The answer to all of these is OF COURSE NOT. But try telling my depression that. Try explaining my inherent worth to the shouting caw of “mom guilt”.
Well, I am trying to do just that. In an effort to push back against all of this, I am making a concerted effort to change my habits. Change my coping. I am working on reaching out for support in different ways.
I feel uncomfortable and naked and queasy most of the time as I make a phone call, send a text or have a conversation that suggests I am not, in fact, perfect. That I am suffering. That despite my privileged and beautiful life, I am not always happy. These are my safest and closest people, mind you, who know me better than anyone, and I still have this initial adverse reaction to putting myself out there to them. But I am doing it. Over and over again.
And it’s actually going kind of great. I have noticed that in recent weeks, I am happier in longer stretches. My mood swings, and bouts of depression are decreasing in both frequency and length. That when I reach out, as much as it makes me cringe, I feel better almost immediately. I lob the feelings out there to someone who loves me and only wants me to be good and healthy, to see what sticks on the wall. No matter what, the results have ended up in them either validating, shouldering, supporting, or eradicating these unhelpful, tempestuous thoughts and moods. They do not, in fact, find me to be weak and gross, but are happy to be there for me.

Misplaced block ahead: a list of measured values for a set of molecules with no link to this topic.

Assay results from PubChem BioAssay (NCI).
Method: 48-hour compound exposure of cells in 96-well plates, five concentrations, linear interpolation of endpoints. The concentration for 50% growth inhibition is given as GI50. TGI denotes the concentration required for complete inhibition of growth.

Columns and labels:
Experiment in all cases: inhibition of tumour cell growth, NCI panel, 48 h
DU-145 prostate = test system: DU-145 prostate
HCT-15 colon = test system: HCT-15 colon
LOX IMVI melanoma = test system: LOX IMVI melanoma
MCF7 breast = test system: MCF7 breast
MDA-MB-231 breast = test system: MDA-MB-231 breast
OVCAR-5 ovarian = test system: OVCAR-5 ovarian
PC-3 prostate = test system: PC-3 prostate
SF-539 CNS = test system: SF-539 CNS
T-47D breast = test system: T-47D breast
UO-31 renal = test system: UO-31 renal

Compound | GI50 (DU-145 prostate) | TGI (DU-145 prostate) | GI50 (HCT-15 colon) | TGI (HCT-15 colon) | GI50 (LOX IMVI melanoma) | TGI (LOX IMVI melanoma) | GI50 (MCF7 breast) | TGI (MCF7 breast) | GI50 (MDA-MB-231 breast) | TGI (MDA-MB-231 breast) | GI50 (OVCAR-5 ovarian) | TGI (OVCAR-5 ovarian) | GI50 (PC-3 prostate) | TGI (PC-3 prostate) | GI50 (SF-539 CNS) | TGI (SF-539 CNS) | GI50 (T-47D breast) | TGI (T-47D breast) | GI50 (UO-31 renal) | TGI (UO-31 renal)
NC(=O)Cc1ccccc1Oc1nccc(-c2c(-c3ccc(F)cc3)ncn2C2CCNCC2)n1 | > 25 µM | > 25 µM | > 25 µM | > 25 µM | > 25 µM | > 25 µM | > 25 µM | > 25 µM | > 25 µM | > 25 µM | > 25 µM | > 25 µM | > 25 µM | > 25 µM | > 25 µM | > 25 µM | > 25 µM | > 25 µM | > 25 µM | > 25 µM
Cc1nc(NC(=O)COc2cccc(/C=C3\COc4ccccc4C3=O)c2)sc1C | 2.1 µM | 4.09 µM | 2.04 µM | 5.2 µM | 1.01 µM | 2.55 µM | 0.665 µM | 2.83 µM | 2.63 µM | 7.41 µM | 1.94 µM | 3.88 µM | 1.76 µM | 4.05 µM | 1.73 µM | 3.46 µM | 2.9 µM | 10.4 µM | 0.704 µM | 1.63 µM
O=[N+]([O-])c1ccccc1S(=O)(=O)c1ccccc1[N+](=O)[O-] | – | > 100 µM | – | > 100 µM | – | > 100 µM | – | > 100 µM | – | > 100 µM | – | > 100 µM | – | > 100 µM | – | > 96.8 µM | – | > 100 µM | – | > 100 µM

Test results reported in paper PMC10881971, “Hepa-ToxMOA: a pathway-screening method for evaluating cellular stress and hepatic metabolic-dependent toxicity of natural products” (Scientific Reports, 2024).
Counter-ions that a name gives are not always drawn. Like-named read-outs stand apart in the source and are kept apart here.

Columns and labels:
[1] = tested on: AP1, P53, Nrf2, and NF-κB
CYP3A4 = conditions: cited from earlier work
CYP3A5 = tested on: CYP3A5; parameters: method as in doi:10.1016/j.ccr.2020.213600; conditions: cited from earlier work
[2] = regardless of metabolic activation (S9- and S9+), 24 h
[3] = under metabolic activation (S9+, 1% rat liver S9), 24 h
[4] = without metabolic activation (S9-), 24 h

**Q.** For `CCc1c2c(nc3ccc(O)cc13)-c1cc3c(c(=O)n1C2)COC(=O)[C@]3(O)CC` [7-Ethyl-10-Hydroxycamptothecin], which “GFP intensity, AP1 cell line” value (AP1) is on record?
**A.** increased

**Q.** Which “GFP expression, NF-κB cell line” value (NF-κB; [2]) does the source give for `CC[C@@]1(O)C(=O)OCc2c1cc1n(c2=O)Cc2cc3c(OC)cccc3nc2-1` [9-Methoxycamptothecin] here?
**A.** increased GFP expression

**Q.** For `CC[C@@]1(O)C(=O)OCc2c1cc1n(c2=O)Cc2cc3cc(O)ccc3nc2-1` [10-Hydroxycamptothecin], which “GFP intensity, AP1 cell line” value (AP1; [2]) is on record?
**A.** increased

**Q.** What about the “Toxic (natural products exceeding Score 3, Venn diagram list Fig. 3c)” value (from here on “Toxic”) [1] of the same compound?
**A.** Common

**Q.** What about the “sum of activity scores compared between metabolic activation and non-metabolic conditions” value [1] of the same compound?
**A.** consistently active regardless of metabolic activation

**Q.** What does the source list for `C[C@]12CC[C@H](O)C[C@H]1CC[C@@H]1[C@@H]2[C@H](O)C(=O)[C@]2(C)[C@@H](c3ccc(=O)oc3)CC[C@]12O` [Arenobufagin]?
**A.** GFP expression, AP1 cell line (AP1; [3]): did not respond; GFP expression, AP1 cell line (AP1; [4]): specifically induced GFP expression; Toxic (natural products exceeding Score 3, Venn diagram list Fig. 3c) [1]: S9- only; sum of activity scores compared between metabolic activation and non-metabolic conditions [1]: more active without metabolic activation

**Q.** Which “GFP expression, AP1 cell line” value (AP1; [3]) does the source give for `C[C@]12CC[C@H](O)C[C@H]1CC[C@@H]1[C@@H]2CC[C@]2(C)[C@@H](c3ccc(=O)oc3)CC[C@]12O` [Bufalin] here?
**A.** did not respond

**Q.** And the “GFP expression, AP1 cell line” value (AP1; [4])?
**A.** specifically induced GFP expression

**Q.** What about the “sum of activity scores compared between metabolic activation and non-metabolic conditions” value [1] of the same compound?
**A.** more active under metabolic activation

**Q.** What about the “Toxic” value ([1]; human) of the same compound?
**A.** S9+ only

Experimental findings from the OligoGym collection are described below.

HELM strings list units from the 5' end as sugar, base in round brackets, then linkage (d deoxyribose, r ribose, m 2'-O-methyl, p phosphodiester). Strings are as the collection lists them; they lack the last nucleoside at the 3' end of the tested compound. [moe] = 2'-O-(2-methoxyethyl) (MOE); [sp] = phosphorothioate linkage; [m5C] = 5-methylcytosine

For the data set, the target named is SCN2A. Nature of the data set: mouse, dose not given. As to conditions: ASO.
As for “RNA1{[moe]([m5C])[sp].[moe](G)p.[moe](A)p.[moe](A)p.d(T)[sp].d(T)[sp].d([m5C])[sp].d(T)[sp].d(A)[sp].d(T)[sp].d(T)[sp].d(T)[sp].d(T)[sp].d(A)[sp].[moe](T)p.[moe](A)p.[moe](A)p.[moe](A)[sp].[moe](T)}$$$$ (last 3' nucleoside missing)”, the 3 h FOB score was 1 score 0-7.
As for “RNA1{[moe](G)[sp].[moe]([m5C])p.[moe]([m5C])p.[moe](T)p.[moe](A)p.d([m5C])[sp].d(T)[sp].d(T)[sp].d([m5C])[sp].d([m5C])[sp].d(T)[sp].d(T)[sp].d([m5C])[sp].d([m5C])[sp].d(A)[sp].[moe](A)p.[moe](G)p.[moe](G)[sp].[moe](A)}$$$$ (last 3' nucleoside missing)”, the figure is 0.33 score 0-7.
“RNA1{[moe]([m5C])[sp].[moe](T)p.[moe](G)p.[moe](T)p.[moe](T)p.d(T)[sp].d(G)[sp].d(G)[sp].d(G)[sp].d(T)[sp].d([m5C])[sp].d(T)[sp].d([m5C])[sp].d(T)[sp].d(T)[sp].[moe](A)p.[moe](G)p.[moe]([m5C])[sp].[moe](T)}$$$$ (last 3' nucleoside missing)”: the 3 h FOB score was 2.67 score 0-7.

No one can change the issues that lead to these feelings but me. However, by giving my people a chance to hold me up despite them, to support me because of them and provide me with comfort, the intensity of the emotion, the conductive energy around my anxiety, lessens.
I have had evidence of this for years, and yet it seems a lesson I’m destined to relearn over and over because I seem to inevitably fall back into destructive thinking habits. But what I am doing differently, is changing these habits slowly.
Change is terrifying and empowering. But I am starting to feel the positive effects. My depression is uncomfortable with all this change because it’s unable to take root in the same way. My anxiety is frustrated, trying to get at me from different angles. I’m standing up and saying I am valuable and worthy of better mental health, even though making these changes is a slow and uncomfortable process.
Ultimately, it has taken fortitude I have cultivated in my tenure as a mother to make this progress. Strength that I have forged in the fires of scary illnesses and limit-setting. Endurance I have developed through toddler tantrums and long nights of sleep-deprivation. I am getting better at taking care of myself not in spite of being a mom, but because I’m a mom.
I may never tackle my anxiety altogether, and I will likely cycle through these difficulties again and again. The path to mental health is gnarled and fraught. But by reaching out and holding tight to my supports around me, I am in fact detangling the very knots that threaten to trip me up on my way there.